Dante's Kitchen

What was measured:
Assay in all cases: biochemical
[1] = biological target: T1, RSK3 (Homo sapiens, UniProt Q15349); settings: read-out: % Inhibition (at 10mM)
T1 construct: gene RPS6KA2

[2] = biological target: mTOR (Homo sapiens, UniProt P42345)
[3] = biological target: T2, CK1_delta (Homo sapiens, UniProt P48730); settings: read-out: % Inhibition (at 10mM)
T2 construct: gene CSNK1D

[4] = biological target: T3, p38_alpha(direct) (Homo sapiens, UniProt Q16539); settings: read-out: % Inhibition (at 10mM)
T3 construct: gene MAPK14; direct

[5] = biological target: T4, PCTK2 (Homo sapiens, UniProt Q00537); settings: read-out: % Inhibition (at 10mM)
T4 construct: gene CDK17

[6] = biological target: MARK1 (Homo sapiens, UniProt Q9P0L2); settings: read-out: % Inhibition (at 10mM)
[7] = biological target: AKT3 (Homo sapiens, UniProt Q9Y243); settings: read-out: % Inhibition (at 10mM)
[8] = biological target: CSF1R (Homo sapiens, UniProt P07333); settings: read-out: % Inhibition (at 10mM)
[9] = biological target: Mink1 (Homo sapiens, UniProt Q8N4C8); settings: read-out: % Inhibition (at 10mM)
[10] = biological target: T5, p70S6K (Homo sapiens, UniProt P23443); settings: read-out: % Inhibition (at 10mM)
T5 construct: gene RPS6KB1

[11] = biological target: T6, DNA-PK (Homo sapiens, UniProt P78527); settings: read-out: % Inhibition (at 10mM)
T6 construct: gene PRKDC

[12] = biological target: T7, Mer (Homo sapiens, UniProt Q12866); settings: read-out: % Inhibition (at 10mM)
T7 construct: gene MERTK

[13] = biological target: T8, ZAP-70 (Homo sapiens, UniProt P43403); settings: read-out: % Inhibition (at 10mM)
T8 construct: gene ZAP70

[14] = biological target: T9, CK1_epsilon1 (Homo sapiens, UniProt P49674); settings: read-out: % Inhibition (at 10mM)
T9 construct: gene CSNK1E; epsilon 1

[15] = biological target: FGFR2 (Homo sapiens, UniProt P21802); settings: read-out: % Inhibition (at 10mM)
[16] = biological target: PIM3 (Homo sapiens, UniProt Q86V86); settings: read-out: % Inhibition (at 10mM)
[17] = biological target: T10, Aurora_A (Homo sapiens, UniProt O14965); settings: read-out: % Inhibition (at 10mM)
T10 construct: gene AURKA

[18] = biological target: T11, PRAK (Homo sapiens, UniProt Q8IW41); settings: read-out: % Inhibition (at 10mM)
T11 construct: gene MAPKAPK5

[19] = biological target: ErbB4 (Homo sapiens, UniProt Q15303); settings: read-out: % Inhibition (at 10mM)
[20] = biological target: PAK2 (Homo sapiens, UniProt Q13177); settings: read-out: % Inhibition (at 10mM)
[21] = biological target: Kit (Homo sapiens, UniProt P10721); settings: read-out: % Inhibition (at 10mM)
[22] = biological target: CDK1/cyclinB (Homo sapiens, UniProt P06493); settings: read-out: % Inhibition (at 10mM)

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Twenty years and umpteen releases after their 1984 debut, Dante's Kitchen marks something of a retrenchment for the duo of Martin Bowes and Julia Walter. Coming nearly half-a-decade after their last proper studio album, the somewhat disappointing The Jeopardy Maze, Dante's Kitchen is a return to the dark-hued electronics, vaguely classical forms and Gothy intensity of their earliest releases. Largely jettisoning the more overt dance elements of their sound in favor of a sparser feel with elements of old-fashioned European soundtrack music, Dante's Kitchen hits the mark most precisely on the downright chilling "The Head of Gabriel," a combination of low-register harmonics and skirling, threatening strings that's both one of the duo's finest songs ever and the song on which Bowes' baritone voice, which has been growing increasingly sepulchral over the years, finally drops into pure Leonard Cohen territory. None of the rest of Dante's Kitchen reaches those heights, although the found-sound-and-ambience closing track "Still Life" manages to end the album on an appropriately unsettling note. Still, this is Attrition's most interesting release in far too long.

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